‘Excluding illegally burnt land from farmers’ BPS applications is not fair’

Excluding illegally burnt land from 2017 Basic Payment Scheme (BPS) applications is ‘a knee-jerk reaction to a more complex issue’, according to Sinn Fein Agriculture Spokesperson Martin Kenny.

Junior Agriculture Minister, Andrew Doyle, has announced that agricultural and forestry land which has been burnt illegally will not be eligible for payment under the BPS scheme, or any other area-based schemes, such as the Areas of Natural Constraints (ANC) scheme.

Reacting to this announcement, Kenny said that excluding illegally burnt land from farmers’ BPS applications is not fair or efficient; but is instead putting another burden on the victims of illegal burning.

“There is widespread shock and confusion among hill farmers that the Department of Agriculture, Food and the Marine is threatening them with penalties and the withdrawal of payments if they include burnt land on their applications,” he said.

Farmers who have included such land must amend their applications before the closing date for amendments, May 31.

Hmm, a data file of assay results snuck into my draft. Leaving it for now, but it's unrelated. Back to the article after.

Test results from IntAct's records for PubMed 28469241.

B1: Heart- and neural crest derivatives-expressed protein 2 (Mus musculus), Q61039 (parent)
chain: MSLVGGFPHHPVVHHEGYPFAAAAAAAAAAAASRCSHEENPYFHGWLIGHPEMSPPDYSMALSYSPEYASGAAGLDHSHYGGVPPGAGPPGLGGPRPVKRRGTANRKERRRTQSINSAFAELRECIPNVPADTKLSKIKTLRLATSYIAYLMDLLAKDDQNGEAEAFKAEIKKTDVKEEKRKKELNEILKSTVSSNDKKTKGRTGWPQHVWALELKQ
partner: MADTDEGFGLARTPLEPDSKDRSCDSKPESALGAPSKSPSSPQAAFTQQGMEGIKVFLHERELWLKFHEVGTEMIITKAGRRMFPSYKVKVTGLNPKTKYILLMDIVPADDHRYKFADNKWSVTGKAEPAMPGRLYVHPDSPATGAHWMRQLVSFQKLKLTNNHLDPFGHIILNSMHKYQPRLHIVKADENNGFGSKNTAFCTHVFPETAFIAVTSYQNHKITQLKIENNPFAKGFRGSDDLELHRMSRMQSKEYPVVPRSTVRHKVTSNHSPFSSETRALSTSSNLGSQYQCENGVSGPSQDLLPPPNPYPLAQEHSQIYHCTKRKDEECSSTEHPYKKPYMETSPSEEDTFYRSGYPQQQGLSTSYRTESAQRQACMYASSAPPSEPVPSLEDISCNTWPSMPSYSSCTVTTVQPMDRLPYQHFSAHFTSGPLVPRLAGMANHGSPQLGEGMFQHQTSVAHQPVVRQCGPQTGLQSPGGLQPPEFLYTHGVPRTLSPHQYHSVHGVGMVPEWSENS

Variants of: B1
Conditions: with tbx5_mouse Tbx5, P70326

Kenny explained how many of these farmers are struggling to cope with the illegal burning of their land, which has taken place over the last number of weeks.

It is a simplistic, inefficient, and cruel way to deal with the victims of the illegal burning in past weeks.

Department officials are currently analysing satellite imagery, to identify land which was burnt illegally during the specified closed season for burning, according to Minister Doyle.

Kenny explained how this announcement today has no regard whatsoever for the farmers who did not burn their land illegally; but rather, did all in their power to stop the burning of their land.

“I am seeking an urgent meeting with the minister to discuss this measure, and to ask him to rescind his instruction regarding BPS payments, until a fairer solution can be found,” Kenny said.